Steven McCarthy and Ieva Lucs connect in baggy Norway. Today.
NORWAY. TODAY by Igor Bauersima, translated by Anna Köhler, directed by Sarah Baumann (Theatre Smash). At Tarragon Extra Space (30 Bridgman). To September 21. Pwyc-$25. 416-531-1827. See Continuing. Rating: NNN
Igor Bauersima's Norway. Today is a rare play: a serious piece about suicidal angst that turns into a romantic comedy.
The suicidally inclined Julie (Ieva Lucs) enters a chat room looking for a partner for the deed and banishing those who don't want to talk about offing themselves. She meets August (Steven McCarthy), who agrees to join her at what turns out to be a precipice overlooking a fjord.
The play's first 20 minutes can be hard going and aren't always involving. What enlivens the scene is August, whose response to Julie's probing is sometimes peculiar, sometimes comical. Julie doesn't get the various tones in August's "typed" dialogue - does anyone think that an online LOL or :) are always indicative of someone's mood? - but the viewers who hear him speak the lines do.
The production is more engaging once the pair get to their chilly destination. Even here, some of the script is theatrically cool - which isn't always inappropriate given that much of the action takes place on a wintry bluff - but the two actors and director Sarah Baumann forge a strong emotional connection between the characters, whose thoughts focus on sharing and trust.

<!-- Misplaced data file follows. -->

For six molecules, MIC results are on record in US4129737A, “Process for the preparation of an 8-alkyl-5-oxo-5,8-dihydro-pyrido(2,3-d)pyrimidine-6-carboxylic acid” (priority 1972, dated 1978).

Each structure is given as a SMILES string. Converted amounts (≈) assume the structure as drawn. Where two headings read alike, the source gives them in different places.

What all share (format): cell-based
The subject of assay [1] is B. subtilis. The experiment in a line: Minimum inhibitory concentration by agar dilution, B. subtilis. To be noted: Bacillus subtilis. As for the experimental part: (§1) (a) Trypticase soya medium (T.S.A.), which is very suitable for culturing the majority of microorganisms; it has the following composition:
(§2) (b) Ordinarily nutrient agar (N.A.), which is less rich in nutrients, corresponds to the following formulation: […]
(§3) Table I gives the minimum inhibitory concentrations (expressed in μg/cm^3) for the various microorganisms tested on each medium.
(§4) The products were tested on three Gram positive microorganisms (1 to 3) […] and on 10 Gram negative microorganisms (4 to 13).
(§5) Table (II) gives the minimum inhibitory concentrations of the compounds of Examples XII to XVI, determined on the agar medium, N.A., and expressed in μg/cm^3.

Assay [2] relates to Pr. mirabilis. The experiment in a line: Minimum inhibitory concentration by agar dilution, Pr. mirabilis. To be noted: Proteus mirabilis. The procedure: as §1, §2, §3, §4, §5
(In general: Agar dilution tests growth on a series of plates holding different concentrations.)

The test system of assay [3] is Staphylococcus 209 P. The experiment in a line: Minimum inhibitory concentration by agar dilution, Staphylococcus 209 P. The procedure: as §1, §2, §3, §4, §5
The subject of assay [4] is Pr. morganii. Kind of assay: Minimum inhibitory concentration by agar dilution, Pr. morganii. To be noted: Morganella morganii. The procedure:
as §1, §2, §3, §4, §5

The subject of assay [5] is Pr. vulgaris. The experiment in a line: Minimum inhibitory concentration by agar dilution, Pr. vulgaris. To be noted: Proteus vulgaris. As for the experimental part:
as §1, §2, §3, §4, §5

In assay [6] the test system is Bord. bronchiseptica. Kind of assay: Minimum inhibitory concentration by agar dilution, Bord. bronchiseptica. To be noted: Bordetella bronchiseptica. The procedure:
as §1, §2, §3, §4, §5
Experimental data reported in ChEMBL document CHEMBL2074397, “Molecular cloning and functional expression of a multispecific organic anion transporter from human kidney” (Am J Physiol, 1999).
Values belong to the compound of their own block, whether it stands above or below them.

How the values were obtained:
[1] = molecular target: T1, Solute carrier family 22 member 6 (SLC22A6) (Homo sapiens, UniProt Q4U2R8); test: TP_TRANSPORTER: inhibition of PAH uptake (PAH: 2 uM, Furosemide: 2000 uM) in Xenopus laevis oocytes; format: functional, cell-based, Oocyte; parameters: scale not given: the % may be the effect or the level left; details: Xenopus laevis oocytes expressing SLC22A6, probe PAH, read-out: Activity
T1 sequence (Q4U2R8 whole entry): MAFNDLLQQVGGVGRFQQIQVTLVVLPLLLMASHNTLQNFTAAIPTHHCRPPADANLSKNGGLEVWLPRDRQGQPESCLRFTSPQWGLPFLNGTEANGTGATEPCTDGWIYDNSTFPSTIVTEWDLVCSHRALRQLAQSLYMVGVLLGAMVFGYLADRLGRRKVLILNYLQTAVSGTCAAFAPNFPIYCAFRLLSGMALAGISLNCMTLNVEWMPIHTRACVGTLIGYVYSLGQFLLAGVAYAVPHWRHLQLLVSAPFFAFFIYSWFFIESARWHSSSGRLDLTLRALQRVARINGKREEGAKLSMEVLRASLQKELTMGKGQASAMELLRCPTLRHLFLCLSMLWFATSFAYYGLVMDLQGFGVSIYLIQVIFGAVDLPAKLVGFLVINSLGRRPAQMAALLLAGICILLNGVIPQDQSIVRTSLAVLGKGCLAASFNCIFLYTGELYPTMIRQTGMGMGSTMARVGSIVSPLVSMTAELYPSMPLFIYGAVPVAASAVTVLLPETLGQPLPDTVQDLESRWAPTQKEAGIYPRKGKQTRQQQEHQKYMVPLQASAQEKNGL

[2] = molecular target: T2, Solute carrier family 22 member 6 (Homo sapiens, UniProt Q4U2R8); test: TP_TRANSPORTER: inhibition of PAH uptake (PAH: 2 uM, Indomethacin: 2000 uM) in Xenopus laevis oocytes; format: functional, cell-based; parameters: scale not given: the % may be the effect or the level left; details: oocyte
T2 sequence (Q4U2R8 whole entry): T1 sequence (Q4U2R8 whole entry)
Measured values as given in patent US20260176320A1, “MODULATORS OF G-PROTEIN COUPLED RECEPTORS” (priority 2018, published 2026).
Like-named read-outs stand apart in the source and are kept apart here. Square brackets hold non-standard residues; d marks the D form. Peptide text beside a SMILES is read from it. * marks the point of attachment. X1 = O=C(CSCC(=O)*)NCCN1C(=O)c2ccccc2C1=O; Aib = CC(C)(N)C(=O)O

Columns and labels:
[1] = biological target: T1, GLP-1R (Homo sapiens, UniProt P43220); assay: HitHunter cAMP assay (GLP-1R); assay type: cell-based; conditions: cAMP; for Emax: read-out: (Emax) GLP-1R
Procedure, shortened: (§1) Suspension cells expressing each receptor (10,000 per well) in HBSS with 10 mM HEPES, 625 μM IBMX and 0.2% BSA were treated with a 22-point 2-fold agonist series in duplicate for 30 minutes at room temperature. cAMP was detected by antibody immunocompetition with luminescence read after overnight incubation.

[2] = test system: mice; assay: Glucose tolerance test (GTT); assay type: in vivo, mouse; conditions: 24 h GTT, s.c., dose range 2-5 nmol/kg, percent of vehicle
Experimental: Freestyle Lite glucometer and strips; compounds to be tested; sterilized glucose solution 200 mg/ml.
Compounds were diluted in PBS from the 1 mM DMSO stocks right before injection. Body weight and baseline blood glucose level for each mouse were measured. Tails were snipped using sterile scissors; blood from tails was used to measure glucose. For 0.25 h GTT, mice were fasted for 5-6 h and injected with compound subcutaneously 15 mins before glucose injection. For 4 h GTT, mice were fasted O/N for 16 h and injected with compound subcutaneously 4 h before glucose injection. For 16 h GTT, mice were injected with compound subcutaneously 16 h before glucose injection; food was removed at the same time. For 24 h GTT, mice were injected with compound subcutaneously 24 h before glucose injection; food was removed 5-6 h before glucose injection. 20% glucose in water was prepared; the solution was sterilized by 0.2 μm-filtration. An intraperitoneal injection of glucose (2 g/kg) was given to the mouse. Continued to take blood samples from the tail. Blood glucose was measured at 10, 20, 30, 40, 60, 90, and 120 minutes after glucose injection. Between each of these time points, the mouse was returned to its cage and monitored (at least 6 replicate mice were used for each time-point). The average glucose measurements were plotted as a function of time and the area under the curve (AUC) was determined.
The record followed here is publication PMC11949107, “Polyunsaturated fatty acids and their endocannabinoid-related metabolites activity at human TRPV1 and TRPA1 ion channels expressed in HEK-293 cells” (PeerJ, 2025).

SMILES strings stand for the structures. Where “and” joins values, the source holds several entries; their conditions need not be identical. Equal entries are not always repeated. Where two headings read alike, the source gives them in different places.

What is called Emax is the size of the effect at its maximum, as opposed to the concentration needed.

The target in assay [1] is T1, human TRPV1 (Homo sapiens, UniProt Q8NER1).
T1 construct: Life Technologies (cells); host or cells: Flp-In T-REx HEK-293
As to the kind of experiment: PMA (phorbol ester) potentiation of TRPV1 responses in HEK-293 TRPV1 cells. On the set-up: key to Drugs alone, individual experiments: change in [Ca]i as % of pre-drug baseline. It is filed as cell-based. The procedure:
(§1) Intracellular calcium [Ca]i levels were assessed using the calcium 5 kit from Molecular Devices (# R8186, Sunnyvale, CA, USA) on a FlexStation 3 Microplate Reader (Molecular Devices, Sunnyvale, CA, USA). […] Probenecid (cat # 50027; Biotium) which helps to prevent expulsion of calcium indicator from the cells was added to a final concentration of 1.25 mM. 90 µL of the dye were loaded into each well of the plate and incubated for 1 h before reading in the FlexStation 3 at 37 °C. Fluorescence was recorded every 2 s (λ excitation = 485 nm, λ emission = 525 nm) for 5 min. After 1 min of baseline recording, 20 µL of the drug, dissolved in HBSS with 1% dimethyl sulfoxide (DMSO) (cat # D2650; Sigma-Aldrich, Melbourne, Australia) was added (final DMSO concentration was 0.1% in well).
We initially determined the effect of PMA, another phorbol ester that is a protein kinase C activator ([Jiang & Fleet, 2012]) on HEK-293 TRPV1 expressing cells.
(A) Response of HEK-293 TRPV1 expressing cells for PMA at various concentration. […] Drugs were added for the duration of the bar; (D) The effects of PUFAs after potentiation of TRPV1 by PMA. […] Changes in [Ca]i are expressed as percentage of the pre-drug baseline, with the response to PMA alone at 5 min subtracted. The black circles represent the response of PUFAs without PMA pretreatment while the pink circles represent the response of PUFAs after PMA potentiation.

They're helped by designers Robin Fisher (set) and Michael Walton (lighting), and by Romeo Candido's video, all of whose contributions offer shifting visual and emotional perspectives on the growing relationship; the point of view of the action, and the characters' thoughts, both keep shifting. The video work - live handicam as well as pre-taped moments - adds layers to the dialogue.
But like the opening section, the final scene goes on too long. Despite its believable dialogue and engaging performances, Norway. Today isn't always an ideal travel destination.